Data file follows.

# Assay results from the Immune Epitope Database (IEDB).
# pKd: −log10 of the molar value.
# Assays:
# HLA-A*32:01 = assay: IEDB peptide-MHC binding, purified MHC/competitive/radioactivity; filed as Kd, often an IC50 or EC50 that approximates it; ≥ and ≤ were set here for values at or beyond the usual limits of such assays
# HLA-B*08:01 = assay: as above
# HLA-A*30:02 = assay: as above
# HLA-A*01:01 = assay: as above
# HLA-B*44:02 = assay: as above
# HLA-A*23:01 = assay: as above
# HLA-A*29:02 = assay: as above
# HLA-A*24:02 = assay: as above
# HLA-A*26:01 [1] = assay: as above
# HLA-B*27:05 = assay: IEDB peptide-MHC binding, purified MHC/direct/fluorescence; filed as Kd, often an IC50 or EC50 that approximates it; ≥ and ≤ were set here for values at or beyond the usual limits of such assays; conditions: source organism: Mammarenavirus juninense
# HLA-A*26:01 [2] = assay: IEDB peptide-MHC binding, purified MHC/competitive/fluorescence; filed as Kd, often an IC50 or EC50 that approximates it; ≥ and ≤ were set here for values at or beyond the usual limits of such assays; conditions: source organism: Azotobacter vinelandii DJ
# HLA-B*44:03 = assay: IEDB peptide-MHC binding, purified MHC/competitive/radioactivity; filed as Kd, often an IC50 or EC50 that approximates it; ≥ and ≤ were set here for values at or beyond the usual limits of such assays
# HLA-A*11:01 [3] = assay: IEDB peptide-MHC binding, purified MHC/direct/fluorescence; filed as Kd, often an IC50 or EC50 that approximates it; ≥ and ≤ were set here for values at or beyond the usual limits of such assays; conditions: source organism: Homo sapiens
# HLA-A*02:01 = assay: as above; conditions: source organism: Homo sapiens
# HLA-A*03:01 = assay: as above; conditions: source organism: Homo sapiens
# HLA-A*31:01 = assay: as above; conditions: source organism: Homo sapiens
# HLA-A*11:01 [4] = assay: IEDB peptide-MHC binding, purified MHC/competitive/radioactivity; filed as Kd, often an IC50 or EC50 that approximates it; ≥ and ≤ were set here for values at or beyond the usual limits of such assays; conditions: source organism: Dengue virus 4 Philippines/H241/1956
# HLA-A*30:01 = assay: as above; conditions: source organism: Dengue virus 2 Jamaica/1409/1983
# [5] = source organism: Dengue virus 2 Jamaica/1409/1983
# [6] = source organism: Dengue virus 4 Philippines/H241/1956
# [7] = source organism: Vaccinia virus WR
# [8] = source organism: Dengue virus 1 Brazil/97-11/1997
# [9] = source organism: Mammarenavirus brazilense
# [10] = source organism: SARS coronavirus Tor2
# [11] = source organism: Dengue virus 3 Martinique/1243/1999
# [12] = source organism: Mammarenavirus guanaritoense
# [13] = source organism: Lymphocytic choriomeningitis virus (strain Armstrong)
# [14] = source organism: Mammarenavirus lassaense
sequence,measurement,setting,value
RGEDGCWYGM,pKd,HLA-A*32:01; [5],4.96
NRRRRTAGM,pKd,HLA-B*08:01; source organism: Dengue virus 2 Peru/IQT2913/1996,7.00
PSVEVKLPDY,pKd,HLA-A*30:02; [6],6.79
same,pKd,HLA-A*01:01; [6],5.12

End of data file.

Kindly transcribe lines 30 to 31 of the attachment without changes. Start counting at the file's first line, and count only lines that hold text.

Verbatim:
# [13] = source organism: Lymphocytic choriomeningitis virus (strain Armstrong)
# [14] = source organism: Mammarenavirus lassaense